A step in the right direction, yet card emulation remains unsupported
With the release of iOS 11, third-party developers will be able to work with the iPhone's NFC chip for the first time. That's good news and a step in the right direction for the identity and security industry, but unfortunately it doesn’t appear to deliver on the ultimate goal -- the use of Apple's handset as a security credential.
Prior to this latest announcement, the iPhone 6 series and later devices were NFC capable but the technology had been completely locked down, with the notable exception of Apple’s proprietary Apple Pay function. Going forward iOS 11-capable iPhones and iPads will be able to effectively leverage the NFC capabilities. From a dev standpoint, this will lead to the creation apps that can detect NFC tags and read NFC Data Exchange Format (NDEF) messages.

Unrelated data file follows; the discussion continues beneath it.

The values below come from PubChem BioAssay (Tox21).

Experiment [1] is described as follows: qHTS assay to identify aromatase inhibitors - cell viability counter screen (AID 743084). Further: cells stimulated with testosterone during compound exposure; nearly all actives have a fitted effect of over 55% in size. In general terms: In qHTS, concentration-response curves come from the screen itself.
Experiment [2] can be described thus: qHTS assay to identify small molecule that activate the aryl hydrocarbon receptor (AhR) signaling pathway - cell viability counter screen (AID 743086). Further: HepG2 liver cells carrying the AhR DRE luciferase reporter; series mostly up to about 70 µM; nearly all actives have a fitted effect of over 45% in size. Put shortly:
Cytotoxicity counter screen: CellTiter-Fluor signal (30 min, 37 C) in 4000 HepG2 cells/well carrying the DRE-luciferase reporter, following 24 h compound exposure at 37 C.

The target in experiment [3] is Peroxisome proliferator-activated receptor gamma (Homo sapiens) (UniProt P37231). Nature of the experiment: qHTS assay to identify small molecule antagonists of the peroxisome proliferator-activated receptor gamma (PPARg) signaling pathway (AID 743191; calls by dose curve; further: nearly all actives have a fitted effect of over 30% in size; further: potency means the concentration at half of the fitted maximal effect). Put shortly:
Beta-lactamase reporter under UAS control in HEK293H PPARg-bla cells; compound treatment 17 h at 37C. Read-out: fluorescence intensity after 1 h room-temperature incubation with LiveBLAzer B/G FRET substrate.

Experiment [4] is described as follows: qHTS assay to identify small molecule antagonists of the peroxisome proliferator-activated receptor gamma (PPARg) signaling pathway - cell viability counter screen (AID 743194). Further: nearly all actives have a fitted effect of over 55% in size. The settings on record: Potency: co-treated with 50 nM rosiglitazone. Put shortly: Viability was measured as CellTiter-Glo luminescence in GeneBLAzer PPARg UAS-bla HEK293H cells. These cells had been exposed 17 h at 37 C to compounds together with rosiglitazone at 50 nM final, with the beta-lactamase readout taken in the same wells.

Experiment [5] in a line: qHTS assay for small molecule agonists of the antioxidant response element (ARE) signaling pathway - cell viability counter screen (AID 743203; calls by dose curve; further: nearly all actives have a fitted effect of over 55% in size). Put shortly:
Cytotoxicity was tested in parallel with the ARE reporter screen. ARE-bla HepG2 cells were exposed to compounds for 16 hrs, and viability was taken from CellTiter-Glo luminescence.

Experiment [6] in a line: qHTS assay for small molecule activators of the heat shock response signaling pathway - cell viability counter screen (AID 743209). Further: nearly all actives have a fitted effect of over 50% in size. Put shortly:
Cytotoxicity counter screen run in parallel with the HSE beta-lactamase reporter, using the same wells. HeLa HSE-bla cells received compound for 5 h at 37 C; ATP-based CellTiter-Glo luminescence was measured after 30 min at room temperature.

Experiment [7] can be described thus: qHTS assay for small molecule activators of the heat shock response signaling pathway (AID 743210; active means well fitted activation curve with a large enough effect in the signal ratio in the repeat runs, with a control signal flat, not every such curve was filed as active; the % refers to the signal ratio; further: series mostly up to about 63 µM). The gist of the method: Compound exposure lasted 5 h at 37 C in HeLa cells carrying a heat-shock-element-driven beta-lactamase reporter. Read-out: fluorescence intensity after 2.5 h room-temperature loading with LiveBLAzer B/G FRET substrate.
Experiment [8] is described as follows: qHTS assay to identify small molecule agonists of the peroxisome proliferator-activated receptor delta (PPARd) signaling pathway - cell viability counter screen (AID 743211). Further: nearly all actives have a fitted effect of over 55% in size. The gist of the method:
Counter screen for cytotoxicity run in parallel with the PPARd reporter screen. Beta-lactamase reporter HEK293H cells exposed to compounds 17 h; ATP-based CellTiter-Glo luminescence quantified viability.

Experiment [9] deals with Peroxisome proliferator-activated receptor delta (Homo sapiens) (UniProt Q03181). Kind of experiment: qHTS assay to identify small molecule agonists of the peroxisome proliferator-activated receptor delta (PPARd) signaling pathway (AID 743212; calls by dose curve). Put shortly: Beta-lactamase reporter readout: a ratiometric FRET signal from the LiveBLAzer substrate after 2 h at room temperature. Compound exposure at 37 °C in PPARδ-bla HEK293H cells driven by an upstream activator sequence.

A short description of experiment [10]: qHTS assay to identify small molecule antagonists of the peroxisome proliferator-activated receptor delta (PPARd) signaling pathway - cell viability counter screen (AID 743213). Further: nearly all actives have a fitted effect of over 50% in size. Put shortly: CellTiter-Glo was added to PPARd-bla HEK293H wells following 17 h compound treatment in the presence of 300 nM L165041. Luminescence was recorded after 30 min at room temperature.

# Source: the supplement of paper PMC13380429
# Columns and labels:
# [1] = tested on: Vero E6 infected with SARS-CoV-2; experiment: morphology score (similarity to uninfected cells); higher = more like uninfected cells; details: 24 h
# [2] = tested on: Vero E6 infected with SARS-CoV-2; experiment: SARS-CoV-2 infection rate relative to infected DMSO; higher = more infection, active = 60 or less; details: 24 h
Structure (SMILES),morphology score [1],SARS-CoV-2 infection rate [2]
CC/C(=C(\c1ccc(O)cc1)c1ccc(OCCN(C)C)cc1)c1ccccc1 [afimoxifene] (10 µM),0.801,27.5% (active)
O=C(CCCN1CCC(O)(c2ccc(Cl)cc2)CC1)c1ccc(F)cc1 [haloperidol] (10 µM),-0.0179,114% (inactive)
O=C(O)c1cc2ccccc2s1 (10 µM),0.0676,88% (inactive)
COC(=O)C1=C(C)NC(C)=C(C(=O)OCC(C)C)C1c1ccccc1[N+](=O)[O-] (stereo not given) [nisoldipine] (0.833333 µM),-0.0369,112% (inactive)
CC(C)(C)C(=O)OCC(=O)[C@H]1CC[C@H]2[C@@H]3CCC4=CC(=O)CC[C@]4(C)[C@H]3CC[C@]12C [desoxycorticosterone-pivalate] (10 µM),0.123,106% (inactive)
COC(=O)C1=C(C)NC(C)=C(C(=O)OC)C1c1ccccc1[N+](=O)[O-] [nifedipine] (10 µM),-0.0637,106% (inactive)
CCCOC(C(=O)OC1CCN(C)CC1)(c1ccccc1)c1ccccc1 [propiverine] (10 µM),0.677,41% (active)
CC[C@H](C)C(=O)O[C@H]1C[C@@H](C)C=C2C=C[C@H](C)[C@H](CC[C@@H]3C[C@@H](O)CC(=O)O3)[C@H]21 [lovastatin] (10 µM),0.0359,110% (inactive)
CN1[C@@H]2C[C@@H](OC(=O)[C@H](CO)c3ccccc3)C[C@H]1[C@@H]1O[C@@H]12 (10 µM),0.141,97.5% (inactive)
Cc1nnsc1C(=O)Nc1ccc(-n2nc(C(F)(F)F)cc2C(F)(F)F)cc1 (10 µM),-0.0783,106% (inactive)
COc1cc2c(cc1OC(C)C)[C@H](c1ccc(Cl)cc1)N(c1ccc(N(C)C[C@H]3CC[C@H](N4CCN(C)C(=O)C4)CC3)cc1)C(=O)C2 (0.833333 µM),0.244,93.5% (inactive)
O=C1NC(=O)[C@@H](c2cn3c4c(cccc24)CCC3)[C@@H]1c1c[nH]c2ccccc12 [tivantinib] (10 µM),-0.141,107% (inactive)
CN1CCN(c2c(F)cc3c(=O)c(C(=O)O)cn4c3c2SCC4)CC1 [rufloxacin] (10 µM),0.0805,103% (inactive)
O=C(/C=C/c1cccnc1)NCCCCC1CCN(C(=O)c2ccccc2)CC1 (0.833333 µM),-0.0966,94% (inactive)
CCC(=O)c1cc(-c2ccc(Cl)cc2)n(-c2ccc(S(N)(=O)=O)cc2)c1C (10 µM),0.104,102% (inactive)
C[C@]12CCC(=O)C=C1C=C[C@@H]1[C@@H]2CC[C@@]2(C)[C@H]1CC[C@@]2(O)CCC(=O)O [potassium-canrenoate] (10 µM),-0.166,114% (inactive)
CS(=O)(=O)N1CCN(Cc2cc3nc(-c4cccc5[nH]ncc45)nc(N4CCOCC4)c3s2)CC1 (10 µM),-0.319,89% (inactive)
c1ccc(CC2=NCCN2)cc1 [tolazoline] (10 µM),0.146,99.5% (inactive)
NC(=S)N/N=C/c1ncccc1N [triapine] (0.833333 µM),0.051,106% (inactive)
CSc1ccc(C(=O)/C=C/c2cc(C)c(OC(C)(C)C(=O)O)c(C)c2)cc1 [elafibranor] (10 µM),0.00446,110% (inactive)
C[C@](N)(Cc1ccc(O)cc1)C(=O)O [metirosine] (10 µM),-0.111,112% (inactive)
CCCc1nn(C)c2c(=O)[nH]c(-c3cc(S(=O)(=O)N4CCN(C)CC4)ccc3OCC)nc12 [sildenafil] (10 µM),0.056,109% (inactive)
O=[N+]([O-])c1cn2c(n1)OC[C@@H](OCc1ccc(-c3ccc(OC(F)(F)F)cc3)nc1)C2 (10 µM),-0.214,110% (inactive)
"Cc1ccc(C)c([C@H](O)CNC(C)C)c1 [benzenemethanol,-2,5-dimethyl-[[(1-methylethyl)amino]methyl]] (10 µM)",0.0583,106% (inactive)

At a recent developers conference, it was reported that new iPhones will be able to read any NFC tags encoded in using the NDEF industry standard. Apple is calling it “Core NFC”, and a developer support document describes a sample scenario:
“Your app can read tags to give users more information about their physical environment and the real-world objects in it. For example … products in a store or exhibits in a museum.”
While the use of NFC’s tag reading mode represents a positive step for Apple users and NFC proponents, the technology's card emulation mode -- the one that would enable the iPhone to serve as an identity or security credential -- appears to remain off limits for now.
There have been conflicting reports suggesting that use of the iPhone NFC to replace ID cards and transit tokens could be possible, but this appears to be wishful thinking as there has been no mention of card emulation mode in the Core NFC documentation released to date.
Another potentially troublesome caveat to Core NFC is that it will only work with Apple’s iPhone 7, iPhone 7 Plus, and newer devices. Despite the iPhone 6 and 6 Plus, and 6S and 6S Plus boasting standard NFC functionality, these devices look to have been left out in the cold.